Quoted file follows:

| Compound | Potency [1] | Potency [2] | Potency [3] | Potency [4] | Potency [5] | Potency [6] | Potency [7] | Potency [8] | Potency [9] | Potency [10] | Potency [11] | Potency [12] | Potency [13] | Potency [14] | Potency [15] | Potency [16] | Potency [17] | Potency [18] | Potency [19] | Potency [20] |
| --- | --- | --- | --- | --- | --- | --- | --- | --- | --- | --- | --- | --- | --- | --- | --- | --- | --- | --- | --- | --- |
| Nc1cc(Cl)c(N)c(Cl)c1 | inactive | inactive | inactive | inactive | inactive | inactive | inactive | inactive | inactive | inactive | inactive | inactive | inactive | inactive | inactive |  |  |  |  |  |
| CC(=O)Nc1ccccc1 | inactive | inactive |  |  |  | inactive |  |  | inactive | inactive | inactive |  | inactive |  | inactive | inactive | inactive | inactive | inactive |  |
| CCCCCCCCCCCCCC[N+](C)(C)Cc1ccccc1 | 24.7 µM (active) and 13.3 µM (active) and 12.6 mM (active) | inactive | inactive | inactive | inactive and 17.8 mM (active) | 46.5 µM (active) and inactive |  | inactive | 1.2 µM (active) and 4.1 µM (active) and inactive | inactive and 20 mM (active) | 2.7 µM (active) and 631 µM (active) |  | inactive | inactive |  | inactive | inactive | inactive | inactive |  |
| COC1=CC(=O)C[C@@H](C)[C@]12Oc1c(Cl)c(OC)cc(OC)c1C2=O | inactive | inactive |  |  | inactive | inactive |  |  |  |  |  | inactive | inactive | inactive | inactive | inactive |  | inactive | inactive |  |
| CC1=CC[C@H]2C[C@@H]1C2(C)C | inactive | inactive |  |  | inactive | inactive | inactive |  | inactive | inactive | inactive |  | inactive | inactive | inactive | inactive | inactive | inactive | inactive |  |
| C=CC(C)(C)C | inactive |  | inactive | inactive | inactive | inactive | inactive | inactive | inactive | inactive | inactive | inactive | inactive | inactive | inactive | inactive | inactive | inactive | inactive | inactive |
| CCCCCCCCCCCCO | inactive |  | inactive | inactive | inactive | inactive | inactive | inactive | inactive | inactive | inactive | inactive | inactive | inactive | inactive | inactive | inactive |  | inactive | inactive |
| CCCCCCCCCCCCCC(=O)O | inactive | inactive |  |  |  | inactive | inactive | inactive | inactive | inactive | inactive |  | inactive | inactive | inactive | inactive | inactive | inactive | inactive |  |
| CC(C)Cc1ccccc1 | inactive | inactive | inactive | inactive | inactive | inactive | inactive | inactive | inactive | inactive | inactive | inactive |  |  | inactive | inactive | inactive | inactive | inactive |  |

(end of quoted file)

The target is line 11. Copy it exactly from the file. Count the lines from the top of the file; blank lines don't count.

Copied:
| CC(C)Cc1ccccc1 | inactive | inactive | inactive | inactive | inactive | inactive | inactive | inactive | inactive | inactive | inactive | inactive |  |  | inactive | inactive | inactive | inactive | inactive |  |